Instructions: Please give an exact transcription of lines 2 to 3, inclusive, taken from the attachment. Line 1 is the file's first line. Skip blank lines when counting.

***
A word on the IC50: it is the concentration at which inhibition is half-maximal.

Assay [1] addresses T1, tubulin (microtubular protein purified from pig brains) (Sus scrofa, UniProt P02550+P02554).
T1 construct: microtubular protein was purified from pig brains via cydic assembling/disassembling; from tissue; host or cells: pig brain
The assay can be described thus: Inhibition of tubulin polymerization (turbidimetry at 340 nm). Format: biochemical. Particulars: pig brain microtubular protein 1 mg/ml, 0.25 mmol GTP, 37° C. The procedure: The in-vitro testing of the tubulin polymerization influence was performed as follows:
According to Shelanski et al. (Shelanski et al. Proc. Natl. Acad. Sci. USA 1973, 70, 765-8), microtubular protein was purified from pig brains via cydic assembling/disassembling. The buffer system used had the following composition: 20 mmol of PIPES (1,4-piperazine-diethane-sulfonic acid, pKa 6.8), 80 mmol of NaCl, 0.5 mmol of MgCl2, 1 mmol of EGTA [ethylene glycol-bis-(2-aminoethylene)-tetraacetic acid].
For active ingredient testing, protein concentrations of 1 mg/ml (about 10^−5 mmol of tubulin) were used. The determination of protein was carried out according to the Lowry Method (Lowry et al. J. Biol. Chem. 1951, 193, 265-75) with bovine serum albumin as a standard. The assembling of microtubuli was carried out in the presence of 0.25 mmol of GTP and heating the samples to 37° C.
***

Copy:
Assay [1] addresses T1, tubulin (microtubular protein purified from pig brains) (Sus scrofa, UniProt P02550+P02554).
T1 construct: microtubular protein was purified from pig brains via cydic assembling/disassembling; from tissue; host or cells: pig brain